Dr. Tony Evans, senior pastor of Oak Cliff Bible Fellowship and president of The Urban Alternative, insists in a new book that blame for the social ills Americans are experiencing partly fall on the shoulders of Christians, who have compromised with the culture and helped marginalize God — therefore shutting out access to His transformational presence and power.
"America is in serious trouble," Evans writes in America: Turning a Nation to God. "From sea to shining sea we are witnessing the devolution of a nation."
Listing "family breakdowns to the immigration crisis to the abiding racial divide" as well as "the redefinition of marriage and the family, abortions on demand" as examples of the nation's "unraveling," Evans adds that "the American dream is quickly becoming the American nightmare" for those disillusioned with the country's direction.
"In the midst of all this, God's church seems to be of little help in giving real answers to real problems in spite of the proliferation of Christian literature, programming, and facilities. In fact, the Christian faith and its symbols are more marginalized than ever," the Dallas, Texas, pastor writes.
Evans calls the Christian church "an unintentional co-conspirator in the culture's demise through its compromise with the culture ..."
There could only be two possible explanations for America's tragic state, as far as Evans is concerned: the world is on the cusp of witnessing Christ's return and earthly reign, or the nation is "enduring the passive wrath of God ..." He explains, "The more people marginalize the true God of the Bible the more chaotic things become."
But all is not lost — if America, led by the church, turns to God in repentance.
"God and His rule is America's only hope; and the church operating under His authority is the means for the realization of that hope, since it alone has been given the keys of the Kingdom (Matthew 16:18-19)," writes Evans.
In a phone interview with The Christian Post, Dr. Evans explained how he believes Christians have marginalized God, commented on the lack of bold leaders in the pulpit, and discussed how he has been working to impact communities across the country through developing school-church partnerships.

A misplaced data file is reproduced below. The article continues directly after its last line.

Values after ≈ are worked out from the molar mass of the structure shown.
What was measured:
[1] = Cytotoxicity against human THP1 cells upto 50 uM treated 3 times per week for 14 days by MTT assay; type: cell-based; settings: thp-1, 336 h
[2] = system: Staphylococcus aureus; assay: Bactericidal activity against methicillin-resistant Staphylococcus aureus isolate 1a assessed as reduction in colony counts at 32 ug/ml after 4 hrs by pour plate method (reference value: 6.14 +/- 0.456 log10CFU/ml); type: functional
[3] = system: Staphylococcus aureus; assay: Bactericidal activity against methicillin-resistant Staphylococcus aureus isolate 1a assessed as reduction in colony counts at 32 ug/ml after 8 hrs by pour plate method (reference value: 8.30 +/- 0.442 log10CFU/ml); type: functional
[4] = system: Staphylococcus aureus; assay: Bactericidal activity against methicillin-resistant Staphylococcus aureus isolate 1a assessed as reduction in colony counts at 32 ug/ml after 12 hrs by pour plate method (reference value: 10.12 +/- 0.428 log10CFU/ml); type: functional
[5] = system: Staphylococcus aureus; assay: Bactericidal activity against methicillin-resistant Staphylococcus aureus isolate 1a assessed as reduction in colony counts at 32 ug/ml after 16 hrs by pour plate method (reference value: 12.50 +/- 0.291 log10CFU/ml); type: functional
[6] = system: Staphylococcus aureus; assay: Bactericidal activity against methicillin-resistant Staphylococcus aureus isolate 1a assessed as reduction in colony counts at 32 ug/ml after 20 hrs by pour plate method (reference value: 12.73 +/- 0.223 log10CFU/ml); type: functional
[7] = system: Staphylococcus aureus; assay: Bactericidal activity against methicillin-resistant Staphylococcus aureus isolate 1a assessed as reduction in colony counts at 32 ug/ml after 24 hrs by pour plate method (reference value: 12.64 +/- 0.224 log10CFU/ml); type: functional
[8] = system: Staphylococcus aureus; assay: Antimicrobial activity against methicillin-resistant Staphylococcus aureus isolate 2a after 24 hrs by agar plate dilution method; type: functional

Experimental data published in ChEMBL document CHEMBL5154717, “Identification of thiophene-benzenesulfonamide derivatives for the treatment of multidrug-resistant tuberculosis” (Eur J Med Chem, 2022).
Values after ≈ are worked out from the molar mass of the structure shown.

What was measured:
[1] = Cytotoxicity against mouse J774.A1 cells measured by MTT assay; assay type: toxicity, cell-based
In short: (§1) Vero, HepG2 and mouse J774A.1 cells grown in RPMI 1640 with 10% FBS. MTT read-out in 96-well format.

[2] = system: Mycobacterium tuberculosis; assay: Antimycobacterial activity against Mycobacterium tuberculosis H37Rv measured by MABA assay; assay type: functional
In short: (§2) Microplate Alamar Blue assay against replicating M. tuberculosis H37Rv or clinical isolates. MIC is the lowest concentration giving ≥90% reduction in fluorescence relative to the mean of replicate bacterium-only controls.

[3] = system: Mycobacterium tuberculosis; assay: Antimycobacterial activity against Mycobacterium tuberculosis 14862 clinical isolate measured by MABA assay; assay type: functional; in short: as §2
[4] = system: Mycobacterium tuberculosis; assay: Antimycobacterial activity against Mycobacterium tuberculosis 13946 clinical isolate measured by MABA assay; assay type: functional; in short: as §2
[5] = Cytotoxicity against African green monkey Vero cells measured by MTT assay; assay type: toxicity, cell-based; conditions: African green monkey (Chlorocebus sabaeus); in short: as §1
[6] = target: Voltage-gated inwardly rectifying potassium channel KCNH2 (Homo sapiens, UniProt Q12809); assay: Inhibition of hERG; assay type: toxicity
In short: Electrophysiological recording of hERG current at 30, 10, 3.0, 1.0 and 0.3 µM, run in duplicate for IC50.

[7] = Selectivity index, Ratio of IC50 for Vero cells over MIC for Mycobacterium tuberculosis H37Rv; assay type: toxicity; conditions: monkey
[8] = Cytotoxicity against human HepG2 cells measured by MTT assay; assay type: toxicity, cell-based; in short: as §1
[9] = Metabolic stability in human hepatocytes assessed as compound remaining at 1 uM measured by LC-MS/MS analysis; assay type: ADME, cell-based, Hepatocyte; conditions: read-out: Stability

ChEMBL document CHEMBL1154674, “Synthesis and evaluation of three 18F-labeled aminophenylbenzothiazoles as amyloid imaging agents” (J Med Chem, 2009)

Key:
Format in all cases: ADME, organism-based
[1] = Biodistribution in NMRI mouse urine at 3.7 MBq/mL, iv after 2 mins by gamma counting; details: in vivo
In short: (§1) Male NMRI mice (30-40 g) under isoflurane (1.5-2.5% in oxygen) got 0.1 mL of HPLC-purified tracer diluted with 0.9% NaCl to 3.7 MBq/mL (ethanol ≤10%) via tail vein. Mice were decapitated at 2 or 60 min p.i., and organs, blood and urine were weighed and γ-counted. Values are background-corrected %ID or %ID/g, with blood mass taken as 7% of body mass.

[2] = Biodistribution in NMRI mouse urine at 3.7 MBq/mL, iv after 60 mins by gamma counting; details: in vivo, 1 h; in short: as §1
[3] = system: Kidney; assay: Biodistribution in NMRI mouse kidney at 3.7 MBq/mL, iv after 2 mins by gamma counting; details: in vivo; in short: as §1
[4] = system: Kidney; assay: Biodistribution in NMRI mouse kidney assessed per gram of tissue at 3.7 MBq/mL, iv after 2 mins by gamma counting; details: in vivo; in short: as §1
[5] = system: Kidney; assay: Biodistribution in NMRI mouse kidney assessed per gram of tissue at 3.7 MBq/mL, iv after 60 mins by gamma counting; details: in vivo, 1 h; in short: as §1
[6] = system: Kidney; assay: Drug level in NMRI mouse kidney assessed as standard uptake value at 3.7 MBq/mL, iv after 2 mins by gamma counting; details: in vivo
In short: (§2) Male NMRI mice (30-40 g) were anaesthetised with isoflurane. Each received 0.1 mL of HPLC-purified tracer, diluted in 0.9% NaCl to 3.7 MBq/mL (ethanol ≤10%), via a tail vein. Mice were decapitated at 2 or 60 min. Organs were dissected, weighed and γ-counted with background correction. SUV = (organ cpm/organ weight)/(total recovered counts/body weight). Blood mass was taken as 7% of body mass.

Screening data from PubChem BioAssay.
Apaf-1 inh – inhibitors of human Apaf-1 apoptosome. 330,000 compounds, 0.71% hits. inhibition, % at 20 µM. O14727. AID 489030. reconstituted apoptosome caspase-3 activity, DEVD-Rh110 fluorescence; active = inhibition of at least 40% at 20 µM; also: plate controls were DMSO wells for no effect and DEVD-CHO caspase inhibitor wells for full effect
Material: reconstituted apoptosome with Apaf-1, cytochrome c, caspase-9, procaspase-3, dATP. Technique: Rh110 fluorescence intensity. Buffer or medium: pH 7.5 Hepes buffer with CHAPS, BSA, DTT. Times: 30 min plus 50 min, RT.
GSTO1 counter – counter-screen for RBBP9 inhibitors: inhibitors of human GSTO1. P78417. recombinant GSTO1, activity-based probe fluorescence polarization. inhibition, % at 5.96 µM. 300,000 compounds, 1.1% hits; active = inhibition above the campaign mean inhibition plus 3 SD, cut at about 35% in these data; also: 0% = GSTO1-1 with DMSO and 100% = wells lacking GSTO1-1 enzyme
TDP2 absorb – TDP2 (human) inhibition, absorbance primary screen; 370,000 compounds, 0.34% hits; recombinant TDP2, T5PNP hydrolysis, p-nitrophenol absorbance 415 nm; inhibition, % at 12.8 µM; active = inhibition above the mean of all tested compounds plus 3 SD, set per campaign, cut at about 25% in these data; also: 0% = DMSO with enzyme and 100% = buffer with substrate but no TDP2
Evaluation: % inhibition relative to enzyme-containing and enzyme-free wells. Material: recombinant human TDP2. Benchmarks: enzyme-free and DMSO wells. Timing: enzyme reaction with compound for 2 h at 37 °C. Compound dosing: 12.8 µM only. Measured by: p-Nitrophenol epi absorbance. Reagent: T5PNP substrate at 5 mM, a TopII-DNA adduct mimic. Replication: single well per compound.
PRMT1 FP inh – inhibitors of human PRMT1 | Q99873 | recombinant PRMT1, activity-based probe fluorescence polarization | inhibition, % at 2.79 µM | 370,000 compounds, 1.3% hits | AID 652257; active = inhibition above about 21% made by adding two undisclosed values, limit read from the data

The transcript below has been edited for clarity.
CP: Is it correct that the point of your message in America is that many of the ills present in our society fall on the shoulders of Christians, and that for society to improve, Christians need to improve their relationship with God?
Evans: Well, sort of. The problem is that God is being dismissed from the culture and that vacuum is allowing, or is the basis for the deterioration of society. That is because Christians have not kept Him in the center of the culture. Unless we bring Him back to the center of the culture, we will continue to see this devolution, devolving and chaotic environment that we're living in, because our specific job is to keep Him at the center of the culture.
CP: How have Christians marginalized God?
Evans: First of all, by refusing or failing to become disciples. Disciples are people who operate under the rule of God, and if we're not operating under the rule of God, we can't expect the broader society to take God seriously. So Christians have become fans rather than followers, and therefore we gather in our fan club on a weekly basis. But in terms of our decisions being controlled by [our] commitment? That's not happening. So we've become secularized and we've become marginalized and therefore God has become marginalized and therefore there is the result of deterioration.
CP: Can you name an example of this deterioration that you're referencing and perhaps an example or two of how this problem could be solved?
Evans: Well, you take the racial crisis that we're facing today all over the country. Because Christians are disunified across racial lines, we do not model before the culture or have a unified voice to speak to that issue. And until we come together and demonstrate and model that presence, but not only model that presence in a worship service, but by doing good works that benefit the community together ...
Our main good work that we do is help churches adopt public schools. We get churches across racial lines to adopt the same public schools in their community, and to provide mentoring, tutoring and family-support services. When you do that cross-racially, then people can see the productivity of the Christian presence in their community. So we're calling on Christians to do that along with having a solemn assembly. A solemn assembly is a sacred gathering where, one, you call the Christians together to call God's presence back into our midst and in the midst of the culture, and then you do good works to demonstrate that presence.